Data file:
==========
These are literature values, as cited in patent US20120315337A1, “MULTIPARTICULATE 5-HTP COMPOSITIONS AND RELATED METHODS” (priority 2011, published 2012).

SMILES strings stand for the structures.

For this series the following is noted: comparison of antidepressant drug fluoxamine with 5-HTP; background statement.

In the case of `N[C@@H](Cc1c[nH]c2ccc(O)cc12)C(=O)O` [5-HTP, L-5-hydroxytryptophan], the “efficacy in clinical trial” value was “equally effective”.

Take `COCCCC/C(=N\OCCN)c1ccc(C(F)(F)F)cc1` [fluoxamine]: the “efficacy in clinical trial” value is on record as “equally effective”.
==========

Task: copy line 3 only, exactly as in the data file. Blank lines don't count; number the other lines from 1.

For this series the following is noted: comparison of antidepressant drug fluoxamine with 5-HTP; background statement.